Crohn's disease is a chronic inflammatory bowel disease. It runs, luckily, in batches. This means that phases of the disease alternate again and again with phases of "quasi-health". These healthy phases are intentionally quoted here, as this disease is currently incurable and can only be controlled by strong medications.
Medicines and planning
The medis in moderate to severe gradients are pretty crazy. The so-called biologicals are extremely expensive (protein) molecules obtained with a great deal of laboratory voodoo and comparable to chemotherapies. Side effects, of course, included.
At the moment I inject every 14 days Friday Adalimumab (Humira, respectively Hyrimoz, a biosimilar to Humira), after Vedoluzimab (Entyvio) Unfortunately it did not work after more than two years. The first two or three days after the injection I am weak and weakened, prone to headaches and circulatory problems. As I said, every two weeks is the rhythm. For me, this means that I can really only enjoy every possible second weekend. If I get over it, my body will directly acknowledge headaches, dizziness, sweats and circulatory problems that are in it.
The stuff is not only pretty clean, but also awkward to handle. The syringes are cool. Over 25 ° and 1000 € or more land in the bin, as well as if they freeze accidentally.
Theoretically much is possible, including foreign holidays. There are special "passports" for the drug. The doctor attests that I am allowed to carry the stuff and that it has to be cooled. There are also special coolers with cold packs. Sounds quite good, but just go to visit the family over the weekend, already needs quite a bit of planning. How I will plan and accomplish multi-day tours at some point, when I am well enough again, is still a mystery to me. This is also new territory for doctors and the Humira service hotline for patients.
Being and planning
In periods of high disease activity, sports, exercise or just a "normal" life with shopping and hairdressing visits is out of the question. But in the phases with less or no activity at all sports activity enormously helpful. Especially after a push, in which one was forced to limit his radius of action on bed, couch and toilet, does movement in the air, in the forest, in the nature well. For far too long, you had to hold yourself locked up between four walls, and every "recapturing" the world out there is good for the soul.
I can only speak for myself here. This too is a face of the disease: every patient has a slightly different course. Of course there are many similarities, but the processes, times, distances, symptoms and torments are different and very personal for each patient - and even with the same patient can suddenly come to new symptoms with which he has never had problems before.
As soon as I feel well enough, I'll go out too. After a push that has plagued me for weeks and months, this is limited to smaller walks. On a good day, three kilometers can already be (too) a lot. An exaggeration can sometimes lead directly back into the thrust.
In the past I did not really care about the weather. But the optimal temperature range, in which I feel comfortable, has meanwhile become quite narrow. I already shivered, where others are considering whether they put on a thin sweater so slowly. The other way around: I'm already too hot when others just want to take off the sweater. Direct sunlight makes me dizzy and I get a headache. And skin cancer, also by the drug. So I always go dressed nicely long and whitened with sunscreen 50+.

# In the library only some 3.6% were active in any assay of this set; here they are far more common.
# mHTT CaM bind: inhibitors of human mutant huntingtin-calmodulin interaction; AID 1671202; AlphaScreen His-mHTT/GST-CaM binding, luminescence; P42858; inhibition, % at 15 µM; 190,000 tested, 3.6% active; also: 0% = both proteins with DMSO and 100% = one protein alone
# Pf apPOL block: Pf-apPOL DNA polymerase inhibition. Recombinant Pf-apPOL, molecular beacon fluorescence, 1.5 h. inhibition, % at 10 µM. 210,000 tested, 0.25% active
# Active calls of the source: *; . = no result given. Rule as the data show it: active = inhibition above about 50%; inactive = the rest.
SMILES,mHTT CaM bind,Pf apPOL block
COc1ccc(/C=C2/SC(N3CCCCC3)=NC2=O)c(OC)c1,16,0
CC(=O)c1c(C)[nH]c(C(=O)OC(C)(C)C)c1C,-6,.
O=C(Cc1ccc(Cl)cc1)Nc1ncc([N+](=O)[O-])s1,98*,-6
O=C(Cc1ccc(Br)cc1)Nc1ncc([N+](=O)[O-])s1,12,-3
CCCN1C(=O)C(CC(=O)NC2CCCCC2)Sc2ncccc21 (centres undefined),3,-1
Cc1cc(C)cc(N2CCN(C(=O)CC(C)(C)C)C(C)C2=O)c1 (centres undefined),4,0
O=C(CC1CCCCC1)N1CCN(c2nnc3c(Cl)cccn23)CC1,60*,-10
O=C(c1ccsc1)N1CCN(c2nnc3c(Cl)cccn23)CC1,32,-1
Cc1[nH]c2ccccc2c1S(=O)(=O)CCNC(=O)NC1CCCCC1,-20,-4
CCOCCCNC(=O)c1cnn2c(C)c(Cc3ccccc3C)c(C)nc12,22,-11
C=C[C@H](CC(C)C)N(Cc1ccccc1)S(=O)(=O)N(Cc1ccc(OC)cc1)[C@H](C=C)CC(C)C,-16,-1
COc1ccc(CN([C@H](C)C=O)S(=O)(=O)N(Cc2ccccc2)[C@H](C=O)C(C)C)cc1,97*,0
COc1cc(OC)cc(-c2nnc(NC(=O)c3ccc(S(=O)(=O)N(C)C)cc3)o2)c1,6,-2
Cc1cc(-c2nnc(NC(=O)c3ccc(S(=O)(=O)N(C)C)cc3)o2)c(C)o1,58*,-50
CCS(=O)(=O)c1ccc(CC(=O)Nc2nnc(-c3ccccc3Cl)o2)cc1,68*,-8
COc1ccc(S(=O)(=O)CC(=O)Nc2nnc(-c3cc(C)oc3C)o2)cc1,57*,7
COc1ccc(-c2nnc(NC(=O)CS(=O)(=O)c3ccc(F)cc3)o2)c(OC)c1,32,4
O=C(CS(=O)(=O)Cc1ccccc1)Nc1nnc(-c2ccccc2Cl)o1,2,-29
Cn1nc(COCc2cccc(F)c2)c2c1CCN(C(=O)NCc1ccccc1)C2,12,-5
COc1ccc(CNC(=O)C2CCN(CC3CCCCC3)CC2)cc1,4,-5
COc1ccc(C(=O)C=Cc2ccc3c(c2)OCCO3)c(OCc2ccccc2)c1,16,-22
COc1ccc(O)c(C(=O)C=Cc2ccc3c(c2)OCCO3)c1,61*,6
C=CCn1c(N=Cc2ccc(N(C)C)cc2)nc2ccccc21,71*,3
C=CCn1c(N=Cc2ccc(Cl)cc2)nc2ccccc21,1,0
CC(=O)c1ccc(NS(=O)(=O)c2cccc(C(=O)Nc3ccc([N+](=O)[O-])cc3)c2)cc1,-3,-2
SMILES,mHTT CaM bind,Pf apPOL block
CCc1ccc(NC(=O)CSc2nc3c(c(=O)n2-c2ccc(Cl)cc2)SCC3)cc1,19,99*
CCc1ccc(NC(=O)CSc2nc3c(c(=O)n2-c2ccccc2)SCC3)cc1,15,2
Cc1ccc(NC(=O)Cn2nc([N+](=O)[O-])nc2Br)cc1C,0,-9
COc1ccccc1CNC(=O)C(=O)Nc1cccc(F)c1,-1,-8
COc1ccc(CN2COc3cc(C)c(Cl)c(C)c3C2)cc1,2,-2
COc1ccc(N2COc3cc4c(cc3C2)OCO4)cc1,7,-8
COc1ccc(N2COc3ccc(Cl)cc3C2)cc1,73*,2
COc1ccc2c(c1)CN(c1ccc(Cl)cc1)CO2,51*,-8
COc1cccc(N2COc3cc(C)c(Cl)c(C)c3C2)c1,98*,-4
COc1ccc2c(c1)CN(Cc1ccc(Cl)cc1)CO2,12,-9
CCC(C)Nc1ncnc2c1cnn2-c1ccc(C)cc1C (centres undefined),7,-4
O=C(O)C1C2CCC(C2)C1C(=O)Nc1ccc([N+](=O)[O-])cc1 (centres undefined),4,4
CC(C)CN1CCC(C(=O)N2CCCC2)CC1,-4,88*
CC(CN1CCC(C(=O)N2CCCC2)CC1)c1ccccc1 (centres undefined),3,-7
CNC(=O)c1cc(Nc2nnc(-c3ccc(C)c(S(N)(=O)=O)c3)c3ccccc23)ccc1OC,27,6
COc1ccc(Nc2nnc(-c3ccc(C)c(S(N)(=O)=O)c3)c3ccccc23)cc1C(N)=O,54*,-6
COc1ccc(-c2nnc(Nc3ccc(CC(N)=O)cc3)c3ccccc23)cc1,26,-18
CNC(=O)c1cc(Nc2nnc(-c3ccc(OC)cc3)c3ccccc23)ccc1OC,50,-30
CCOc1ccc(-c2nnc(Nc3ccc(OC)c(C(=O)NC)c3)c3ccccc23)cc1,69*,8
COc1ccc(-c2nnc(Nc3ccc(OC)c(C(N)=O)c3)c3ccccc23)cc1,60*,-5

Such a body simply has limited energy, and when the majority of it is claimed by the inflammation, less activity is left over. Households is enormously important because otherwise the basic energy is lacking to keep the inflammation under control. The "Spoon Theory"Describes that dilemma quite well. Slowly, very gently, so I increase the mileage.
The Crohn's disease survival kit
Even with small walks I always have a small backpack with my own Crohn's Disease Emergency Set:
- Toilet paper and a small shovel - meanwhile I'm completely painless, because if I can somehow avoid it, I will not shit my pants (anymore). "Imperative chair urge" is what you call it, and that's exactly how it is. Sometimes only seconds, maybe two, three minutes remain. But if you do not know, you will learn quite quickly. In nature, this is less of a problem, in the city rather sooner. Although I have a key for disabled toilets, but they are often far away. Some wet wipes and fresh underwear are therefore always there, so nothing helps.
- Painkillers of the stronger kind - I do not even leave the house without tilidine. Novalgin for some convulsions comes in part, depending on how I'm doing right now.
- A charged phone to call for help or a taxi if I'm stuck.
- Muesli bars, energy gels - my body is sometimes unpredictable, and so is my circulation. Sugar is essential.
- Water, because depending on the acute state, I dehydrate quickly, especially if I start to sweat and then diarrhea comes to it.
- Seat cushion to protect the already battered butt. Thermarest's Z-Seat is a foldable seat cushion that is comfortable and lightweight.
This minimal setup is also there when I am "relatively well" and I can make longer hikes. For multi-day tours, the number of toilet paper rolls and painkillers increases accordingly. Because even in remission, that is, without detectable inflammation in the intestine, I have much more often than healthy in the bushes.
As you can see, such a chronic illness involves considerable planning effort. Everyday life, so the normal when, where and how to shop, when and how do I get to which doctor, which doctor needs what documents, etc. is really exhausting. Quite apart from the miserable paperwork associated with it and the synchronization of the various specialists.